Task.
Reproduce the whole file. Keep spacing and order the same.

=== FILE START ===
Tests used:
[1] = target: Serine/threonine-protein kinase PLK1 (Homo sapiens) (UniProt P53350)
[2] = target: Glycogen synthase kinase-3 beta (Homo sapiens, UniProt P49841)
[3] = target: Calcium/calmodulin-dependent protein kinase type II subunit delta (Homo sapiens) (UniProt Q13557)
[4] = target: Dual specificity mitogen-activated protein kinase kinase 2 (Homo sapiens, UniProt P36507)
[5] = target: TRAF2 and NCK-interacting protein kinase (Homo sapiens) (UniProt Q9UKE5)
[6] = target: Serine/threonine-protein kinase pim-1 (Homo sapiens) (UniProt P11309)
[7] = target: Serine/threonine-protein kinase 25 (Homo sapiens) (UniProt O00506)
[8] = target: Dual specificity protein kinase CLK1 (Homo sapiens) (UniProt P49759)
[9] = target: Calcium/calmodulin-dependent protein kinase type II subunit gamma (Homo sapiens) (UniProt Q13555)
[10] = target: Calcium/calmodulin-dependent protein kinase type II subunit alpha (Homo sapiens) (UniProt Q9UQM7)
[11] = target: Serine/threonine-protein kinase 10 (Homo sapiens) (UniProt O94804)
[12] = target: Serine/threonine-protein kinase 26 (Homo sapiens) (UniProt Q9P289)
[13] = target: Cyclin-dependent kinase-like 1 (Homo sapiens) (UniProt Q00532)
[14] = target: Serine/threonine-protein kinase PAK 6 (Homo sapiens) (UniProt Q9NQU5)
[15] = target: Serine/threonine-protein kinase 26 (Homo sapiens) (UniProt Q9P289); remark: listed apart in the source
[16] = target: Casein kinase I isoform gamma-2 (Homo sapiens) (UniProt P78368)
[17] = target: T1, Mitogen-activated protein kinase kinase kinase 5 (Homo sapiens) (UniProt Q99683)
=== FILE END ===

Tests used:
[1] = target: Serine/threonine-protein kinase PLK1 (Homo sapiens) (UniProt P53350)
[2] = target: Glycogen synthase kinase-3 beta (Homo sapiens, UniProt P49841)
[3] = target: Calcium/calmodulin-dependent protein kinase type II subunit delta (Homo sapiens) (UniProt Q13557)
[4] = target: Dual specificity mitogen-activated protein kinase kinase 2 (Homo sapiens, UniProt P36507)
[5] = target: TRAF2 and NCK-interacting protein kinase (Homo sapiens) (UniProt Q9UKE5)
[6] = target: Serine/threonine-protein kinase pim-1 (Homo sapiens) (UniProt P11309)
[7] = target: Serine/threonine-protein kinase 25 (Homo sapiens) (UniProt O00506)
[8] = target: Dual specificity protein kinase CLK1 (Homo sapiens) (UniProt P49759)
[9] = target: Calcium/calmodulin-dependent protein kinase type II subunit gamma (Homo sapiens) (UniProt Q13555)
[10] = target: Calcium/calmodulin-dependent protein kinase type II subunit alpha (Homo sapiens) (UniProt Q9UQM7)
[11] = target: Serine/threonine-protein kinase 10 (Homo sapiens) (UniProt O94804)
[12] = target: Serine/threonine-protein kinase 26 (Homo sapiens) (UniProt Q9P289)
[13] = target: Cyclin-dependent kinase-like 1 (Homo sapiens) (UniProt Q00532)
[14] = target: Serine/threonine-protein kinase PAK 6 (Homo sapiens) (UniProt Q9NQU5)
[15] = target: Serine/threonine-protein kinase 26 (Homo sapiens) (UniProt Q9P289); remark: listed apart in the source
[16] = target: Casein kinase I isoform gamma-2 (Homo sapiens) (UniProt P78368)
[17] = target: T1, Mitogen-activated protein kinase kinase kinase 5 (Homo sapiens) (UniProt Q99683)